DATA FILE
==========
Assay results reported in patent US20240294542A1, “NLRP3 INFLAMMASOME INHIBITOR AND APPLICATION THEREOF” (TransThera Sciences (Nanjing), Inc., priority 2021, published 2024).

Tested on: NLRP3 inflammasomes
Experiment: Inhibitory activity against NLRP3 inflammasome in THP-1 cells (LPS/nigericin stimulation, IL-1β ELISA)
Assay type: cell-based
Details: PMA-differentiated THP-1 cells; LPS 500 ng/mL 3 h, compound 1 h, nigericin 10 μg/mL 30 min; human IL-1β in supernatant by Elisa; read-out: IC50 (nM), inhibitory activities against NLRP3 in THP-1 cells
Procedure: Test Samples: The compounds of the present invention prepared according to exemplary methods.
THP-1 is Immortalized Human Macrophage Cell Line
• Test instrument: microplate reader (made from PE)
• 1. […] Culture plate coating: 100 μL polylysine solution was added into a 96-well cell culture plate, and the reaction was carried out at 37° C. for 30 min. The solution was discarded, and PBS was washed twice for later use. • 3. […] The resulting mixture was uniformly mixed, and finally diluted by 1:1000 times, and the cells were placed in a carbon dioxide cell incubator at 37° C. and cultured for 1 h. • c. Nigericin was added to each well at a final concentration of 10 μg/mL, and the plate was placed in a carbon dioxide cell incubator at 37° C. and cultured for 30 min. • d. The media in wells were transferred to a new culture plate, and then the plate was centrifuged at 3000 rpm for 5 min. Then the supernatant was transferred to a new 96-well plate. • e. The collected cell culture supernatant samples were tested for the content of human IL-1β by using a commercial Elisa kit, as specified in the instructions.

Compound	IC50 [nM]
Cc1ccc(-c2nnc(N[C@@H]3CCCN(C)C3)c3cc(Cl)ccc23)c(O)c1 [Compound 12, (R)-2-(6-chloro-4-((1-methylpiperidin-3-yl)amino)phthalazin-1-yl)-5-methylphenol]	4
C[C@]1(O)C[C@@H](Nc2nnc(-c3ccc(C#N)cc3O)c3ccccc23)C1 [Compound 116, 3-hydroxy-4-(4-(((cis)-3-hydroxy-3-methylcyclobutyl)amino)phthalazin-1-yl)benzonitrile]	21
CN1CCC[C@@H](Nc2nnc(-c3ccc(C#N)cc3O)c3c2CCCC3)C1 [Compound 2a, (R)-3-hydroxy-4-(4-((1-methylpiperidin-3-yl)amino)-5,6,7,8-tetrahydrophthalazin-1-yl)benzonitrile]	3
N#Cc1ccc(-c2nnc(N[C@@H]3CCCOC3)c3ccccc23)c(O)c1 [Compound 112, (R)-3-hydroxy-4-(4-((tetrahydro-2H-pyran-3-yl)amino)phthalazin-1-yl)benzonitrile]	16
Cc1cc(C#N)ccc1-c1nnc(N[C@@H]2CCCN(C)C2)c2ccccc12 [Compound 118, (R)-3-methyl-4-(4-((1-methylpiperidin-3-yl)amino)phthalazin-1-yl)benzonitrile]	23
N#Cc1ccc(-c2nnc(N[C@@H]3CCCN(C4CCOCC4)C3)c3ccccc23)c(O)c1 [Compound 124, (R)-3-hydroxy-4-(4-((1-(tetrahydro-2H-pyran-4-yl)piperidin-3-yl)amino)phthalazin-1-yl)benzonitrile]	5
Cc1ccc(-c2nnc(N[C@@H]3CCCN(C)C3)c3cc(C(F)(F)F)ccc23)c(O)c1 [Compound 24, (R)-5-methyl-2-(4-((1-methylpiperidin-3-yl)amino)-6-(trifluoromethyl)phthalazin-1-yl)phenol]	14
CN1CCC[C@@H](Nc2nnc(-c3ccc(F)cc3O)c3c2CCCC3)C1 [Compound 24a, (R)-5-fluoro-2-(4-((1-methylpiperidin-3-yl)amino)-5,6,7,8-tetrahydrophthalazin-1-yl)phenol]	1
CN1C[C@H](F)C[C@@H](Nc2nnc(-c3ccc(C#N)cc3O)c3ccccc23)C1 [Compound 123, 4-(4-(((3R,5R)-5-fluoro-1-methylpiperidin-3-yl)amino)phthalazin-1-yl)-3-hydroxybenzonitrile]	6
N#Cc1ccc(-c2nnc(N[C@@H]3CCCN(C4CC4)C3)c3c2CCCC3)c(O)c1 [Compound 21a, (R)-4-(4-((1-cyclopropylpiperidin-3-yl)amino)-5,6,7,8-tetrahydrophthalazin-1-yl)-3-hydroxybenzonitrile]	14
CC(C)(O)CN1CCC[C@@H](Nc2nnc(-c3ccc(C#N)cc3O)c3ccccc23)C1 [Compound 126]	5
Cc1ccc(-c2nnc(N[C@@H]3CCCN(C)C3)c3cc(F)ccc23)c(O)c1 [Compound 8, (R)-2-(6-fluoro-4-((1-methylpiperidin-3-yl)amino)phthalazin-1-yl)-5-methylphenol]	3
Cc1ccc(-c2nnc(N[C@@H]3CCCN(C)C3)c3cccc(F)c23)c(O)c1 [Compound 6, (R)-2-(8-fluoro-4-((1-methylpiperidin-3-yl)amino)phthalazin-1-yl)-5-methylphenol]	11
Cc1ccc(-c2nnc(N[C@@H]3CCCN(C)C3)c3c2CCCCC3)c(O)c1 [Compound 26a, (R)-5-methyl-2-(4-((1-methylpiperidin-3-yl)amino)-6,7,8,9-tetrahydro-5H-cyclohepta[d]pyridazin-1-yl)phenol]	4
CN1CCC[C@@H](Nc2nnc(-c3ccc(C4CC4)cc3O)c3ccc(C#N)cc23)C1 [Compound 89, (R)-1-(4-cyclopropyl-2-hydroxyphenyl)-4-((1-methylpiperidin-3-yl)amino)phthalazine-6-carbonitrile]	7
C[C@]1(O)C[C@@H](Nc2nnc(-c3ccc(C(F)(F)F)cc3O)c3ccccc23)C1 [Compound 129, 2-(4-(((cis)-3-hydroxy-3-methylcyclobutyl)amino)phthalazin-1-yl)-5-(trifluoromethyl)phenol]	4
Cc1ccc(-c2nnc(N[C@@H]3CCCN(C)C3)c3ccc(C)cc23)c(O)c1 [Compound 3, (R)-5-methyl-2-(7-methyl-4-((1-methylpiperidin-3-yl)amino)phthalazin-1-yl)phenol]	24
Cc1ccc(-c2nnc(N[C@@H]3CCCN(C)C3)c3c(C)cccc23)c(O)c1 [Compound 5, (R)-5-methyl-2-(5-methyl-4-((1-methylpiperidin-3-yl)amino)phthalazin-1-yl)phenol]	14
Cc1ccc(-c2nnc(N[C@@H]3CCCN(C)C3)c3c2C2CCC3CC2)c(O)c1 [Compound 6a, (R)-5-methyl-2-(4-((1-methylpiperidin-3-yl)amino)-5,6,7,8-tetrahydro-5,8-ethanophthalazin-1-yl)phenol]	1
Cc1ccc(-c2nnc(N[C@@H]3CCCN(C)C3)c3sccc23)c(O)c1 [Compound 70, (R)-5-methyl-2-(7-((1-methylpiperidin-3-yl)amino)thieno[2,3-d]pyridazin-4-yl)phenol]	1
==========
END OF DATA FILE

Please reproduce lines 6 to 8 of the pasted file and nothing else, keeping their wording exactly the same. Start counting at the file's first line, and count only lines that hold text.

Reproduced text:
Procedure: Test Samples: The compounds of the present invention prepared according to exemplary methods.
THP-1 is Immortalized Human Macrophage Cell Line
• Test instrument: microplate reader (made from PE)